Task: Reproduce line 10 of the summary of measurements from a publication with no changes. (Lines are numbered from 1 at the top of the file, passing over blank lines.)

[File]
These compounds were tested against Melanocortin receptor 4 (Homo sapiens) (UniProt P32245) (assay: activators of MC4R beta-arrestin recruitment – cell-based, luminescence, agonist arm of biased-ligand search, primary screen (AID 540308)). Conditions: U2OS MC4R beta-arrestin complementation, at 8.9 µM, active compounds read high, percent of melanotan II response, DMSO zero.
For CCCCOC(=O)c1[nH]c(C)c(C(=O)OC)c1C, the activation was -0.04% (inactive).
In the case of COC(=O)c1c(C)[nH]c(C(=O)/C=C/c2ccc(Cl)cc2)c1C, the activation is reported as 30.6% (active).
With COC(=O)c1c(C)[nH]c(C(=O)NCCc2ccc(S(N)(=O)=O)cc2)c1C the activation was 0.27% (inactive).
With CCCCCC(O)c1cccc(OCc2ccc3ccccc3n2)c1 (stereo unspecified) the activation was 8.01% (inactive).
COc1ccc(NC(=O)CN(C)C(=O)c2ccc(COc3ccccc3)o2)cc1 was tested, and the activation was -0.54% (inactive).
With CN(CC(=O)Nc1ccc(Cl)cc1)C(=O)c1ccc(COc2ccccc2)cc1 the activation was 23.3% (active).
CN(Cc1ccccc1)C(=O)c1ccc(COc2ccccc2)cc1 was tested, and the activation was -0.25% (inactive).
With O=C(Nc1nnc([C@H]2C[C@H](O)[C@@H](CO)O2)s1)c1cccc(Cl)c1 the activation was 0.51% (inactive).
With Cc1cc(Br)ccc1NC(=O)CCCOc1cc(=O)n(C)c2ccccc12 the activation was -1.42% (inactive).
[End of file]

With Cc1cc(Br)ccc1NC(=O)CCCOc1cc(=O)n(C)c2ccccc12 the activation was -1.42% (inactive).